Research Center Inmates Recaptured, More’s the Pity

Published by PETA.

On the “even the little guy sometimes gets a break” front, we recently received news that nine monkeys had escaped from the Oregon National Primate Research Center (ONPRC). The monkeys apparently made a break for it when a laboratory worker left their outdoor cage unsecured (great idea—lab workers reading this please take note). Sadly, all the monkeys were eventually captured, but freedom tasted good while it lasted, didn’t it, guys?

Perhaps those monkeys were reading The PETA Files? Just last month, we reported that ONPRC had been cited for three violations of the Animal Welfare Act and slapped with a formal warning from the USDA, which told ONPRC that if it didn’t shape up, it could face civil or criminal penalties. This after PETA repeatedly brought to the USDA’s attention abuses such as botched surgeries, the forced separation of infant monkeys from their mothers, and the deaths of monkeys who had been denied veterinary care. PETA also told the USDA about how monkeys at ONPRC were forced to eat food out of waste-filled trays, blasted with high-pressure hoses in their cages, and much more.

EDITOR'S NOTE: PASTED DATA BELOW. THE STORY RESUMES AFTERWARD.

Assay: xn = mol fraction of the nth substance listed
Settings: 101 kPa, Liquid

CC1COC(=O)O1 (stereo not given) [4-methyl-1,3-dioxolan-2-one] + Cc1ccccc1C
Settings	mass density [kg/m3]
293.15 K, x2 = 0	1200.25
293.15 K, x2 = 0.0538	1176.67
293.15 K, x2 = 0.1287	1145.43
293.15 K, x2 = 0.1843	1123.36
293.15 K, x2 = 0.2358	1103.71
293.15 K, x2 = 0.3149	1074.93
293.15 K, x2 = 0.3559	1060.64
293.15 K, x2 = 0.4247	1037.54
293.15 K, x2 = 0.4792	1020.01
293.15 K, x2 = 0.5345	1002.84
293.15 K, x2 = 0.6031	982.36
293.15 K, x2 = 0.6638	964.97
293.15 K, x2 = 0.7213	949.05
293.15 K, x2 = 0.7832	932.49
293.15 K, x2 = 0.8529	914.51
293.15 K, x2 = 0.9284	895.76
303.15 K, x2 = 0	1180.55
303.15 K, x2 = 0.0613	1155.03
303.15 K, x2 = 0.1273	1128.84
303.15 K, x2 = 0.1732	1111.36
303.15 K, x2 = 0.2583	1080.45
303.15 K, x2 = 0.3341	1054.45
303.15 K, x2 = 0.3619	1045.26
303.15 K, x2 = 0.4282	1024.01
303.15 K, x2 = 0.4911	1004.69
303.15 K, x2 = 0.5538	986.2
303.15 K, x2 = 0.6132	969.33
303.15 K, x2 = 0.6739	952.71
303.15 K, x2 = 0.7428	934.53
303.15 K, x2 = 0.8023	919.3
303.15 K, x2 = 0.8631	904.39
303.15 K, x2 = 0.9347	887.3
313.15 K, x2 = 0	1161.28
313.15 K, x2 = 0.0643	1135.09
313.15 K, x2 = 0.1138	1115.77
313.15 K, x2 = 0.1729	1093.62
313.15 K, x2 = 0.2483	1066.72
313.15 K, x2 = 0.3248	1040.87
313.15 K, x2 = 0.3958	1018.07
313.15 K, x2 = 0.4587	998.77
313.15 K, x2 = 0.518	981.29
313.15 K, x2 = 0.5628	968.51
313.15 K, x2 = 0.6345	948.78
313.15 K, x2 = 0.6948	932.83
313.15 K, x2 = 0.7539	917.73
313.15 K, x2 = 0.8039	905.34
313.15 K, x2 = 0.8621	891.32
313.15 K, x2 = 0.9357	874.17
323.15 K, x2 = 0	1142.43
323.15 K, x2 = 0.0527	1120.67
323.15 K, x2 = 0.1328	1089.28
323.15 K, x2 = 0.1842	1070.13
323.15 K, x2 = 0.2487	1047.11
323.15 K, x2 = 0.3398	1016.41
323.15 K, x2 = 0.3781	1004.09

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Even though we were rooting for the escaped monkeys to catch a freight train out of there forever, we have filed yet another complaint with the USDA. We pointed out that the USDA had told ONPRC that if it screwed up again, it was going to be in serious trouble. So, USDA, please stand by your word. ONPRC has been given more than enough opportunities to clean up its act, and it has failed. If only the 4,000 monkeys who are imprisoned at ONPRC could receive as many “second chances.” There is nothing good in their future, we fear.

Written by Alisa Mullins

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 Ingrid E. Newkirk

“Almost all of us grew up eating meat, wearing leather, and going to circuses and zoos. We never considered the impact of these actions on the animals involved. For whatever reason, you are now asking the question: Why should animals have rights?” READ MORE

— Ingrid E. Newkirk, PETA President and co-author of Animalkind